Amy Schumer plays yet another shallow New Yorker with self-esteem issues in I Feel Pretty, but it seems that with each starring role, the characters become more pitiful and the life lessons more corny. Here, the stand-up and TV sketch comedian is cast as Renee Bennett, a low-level employee at a world-famous luxury cosmetics brand who lives in a sitcom production designer’s idea of crummy digs (boho-chic floral wallpaper, about five different sofas) and suffers the kind of indignities traditionally associated with Cathy’s “Ack!”: split yoga pants, ineffectual Spanx, and so on. That is, until she gets knocked on the head and wakes up convinced that she’s been magically transformed into a drop-dead gorgeous model type with rock-hard abs in some kind of high-concept fairy-tale scenario in the vein of Big (specifically referenced) or 13 Going On 30. Suddenly, men start noticing her, and before long, she’s even caught the attention of her glamorous boss, Avery LeClaire (Michelle Williams), who speaks in a ridiculously breathy high-pitched voice and dresses like a refugee from The Bitter Tears Of Petra Von Kant. The joke being that nothing has changed except Renee’s confidence. One wishes that directors Abby Kohn and Marc Silverstein had done more with it.
Alas, the two first-timers—a rom-com writing duo better known for the likes of Never Been Kissed and He’s Just Not That Into You—can barely manage their own positive messaging. Having exhausted the cringe-comedy potential of the premise within a few scenes, they lay into the subplots: a burgeoning romance between Renee and a friendly bearded dude (a likable Rory Scovel) she met in line at the dry cleaner; her plans to go on a group date with her best buds (Aidy Bryant, Busy Philipps); her crush on Avery’s tabloid-famous playboy brother (Tom Hopper); her run-ins with a friendly but intimidatingly comely acquaintance from her spin class (Emily Ratajkowski); and last but definitely not least, her employer’s attempt to launch a bargain cosmetics line at Target. For Avery, it’s a chance to finally impress her grandmother (Lauren Hutton), the company founder, and it all hinges on Renee’s insight in the mind of the kind of everywoman who actually shops at Target.
But in fact, the characters in I Feel Pretty can’t stop talking about Target. One expository board room meeting may hold the record for the most utterances of the word outside of a chase or surveillance scene. When Renee compliments a random woman on the street on her fetching dress, it of course turns out to have come from the racks of America’s second-largest discount retailer. But lest the reader think that having characters endlessly sing the praises of the bullseye corporation while disparaging dress boutiques and snooty department stores would leave little room for them to talk about anything else, don’t worry: The fitness chain SoulCycle gets at least half a dozen scenes. With this many ad breaks, the movie ticket should be free.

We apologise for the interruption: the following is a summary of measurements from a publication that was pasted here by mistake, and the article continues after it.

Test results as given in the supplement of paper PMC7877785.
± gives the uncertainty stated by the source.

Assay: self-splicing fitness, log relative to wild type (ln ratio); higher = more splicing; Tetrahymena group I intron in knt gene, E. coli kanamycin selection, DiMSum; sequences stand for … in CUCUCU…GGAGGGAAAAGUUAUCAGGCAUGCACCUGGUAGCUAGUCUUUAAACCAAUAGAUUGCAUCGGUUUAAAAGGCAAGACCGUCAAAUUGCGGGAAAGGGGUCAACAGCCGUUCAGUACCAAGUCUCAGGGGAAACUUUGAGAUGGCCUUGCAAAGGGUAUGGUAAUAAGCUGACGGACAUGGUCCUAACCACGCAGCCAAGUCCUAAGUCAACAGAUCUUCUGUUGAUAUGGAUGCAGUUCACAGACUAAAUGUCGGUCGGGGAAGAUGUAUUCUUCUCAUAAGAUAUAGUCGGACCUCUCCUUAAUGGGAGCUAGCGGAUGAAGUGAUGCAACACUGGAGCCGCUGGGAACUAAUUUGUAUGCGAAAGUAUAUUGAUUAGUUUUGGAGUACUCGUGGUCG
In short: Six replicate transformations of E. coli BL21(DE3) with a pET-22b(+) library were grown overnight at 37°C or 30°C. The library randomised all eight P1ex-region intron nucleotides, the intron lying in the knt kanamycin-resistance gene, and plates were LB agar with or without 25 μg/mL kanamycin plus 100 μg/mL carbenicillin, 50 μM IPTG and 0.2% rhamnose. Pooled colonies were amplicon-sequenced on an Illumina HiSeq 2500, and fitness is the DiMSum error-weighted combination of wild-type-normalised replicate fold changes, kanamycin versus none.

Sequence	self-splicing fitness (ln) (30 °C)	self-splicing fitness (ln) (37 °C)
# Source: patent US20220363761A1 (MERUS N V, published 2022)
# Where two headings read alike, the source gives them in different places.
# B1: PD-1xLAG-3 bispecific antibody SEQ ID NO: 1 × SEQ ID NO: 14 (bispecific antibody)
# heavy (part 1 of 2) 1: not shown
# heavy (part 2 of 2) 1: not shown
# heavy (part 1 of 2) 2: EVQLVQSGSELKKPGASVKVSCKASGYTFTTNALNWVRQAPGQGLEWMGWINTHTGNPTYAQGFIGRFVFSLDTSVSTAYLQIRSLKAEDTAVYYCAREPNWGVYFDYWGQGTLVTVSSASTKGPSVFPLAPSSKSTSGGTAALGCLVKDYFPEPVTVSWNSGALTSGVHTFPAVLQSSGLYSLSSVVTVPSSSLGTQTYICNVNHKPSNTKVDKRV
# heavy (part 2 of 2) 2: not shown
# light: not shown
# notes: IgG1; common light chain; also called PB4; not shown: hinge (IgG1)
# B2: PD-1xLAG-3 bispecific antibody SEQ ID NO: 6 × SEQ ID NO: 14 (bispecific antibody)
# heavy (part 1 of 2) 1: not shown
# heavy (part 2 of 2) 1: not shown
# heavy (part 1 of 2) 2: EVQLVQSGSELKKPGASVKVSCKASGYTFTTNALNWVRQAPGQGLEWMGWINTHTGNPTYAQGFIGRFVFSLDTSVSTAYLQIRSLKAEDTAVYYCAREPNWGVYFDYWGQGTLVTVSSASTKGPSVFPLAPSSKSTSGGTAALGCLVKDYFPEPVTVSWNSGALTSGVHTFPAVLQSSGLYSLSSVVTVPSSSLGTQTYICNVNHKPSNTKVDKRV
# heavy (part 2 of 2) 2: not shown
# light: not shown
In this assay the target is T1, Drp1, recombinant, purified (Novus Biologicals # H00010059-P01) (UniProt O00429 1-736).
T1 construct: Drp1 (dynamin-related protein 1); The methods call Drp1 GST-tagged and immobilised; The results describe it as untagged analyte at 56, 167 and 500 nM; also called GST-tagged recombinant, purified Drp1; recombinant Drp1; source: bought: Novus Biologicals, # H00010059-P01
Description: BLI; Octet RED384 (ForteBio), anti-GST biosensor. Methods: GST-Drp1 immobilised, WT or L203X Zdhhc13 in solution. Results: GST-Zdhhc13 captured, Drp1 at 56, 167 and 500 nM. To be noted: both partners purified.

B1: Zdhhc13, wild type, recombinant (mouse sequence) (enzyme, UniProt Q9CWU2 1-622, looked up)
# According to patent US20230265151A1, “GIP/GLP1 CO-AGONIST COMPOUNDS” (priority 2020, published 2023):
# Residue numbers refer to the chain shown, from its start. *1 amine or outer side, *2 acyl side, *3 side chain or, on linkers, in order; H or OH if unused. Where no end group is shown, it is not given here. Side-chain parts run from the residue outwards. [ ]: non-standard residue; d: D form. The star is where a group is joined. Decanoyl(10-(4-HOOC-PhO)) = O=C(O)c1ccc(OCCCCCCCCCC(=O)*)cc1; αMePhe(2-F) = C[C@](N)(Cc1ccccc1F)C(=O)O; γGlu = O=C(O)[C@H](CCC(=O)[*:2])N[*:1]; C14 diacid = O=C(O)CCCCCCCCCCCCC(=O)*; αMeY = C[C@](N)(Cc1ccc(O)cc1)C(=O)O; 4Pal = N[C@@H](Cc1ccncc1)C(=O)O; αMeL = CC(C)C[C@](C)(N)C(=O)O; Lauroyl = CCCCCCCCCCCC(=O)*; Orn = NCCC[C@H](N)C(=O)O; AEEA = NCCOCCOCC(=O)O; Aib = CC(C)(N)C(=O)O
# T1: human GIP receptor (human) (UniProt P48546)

I Feel Pretty doesn’t give Schumer an upstaging on-screen foil à la Trainwreck’s Bill Hader or Snatched’s Goldie Hawn (Williams’ role is too one-note to count), but it also rarely plays to the strengths of her comic persona. This is her first PG-13 starring role; the raunch is all but gone, and with it, any semblance of social observation. The eerily laugh-free pre-head-trauma opening stretch requires Schumer to play mousy (not her strong suit), while the inevitable climactic speech tests the limits of her acting ability. Somewhere in there are a handful of good jokes about Renee’s delusional self-image (among other things, she’s convinced no one can recognize her) and a few tedious ones. But as if vague visual references to a Fassbinder film about a fashion designer and her masochistic assistant—shot, not coincidentally, by Michael Ballhaus, father of this film’s cinematographer, Florian Ballhaus—weren’t enough, there’s also the inexplicable appearance of a copy of Pär Lagerkvist’s novel The Dwarf, about a self-loathing Renaissance court freak who does the dirty work of a Machiavellian prince. Someone, in other words, wants us to know that they’re smarter than this material. Next time, they should just try making a better movie.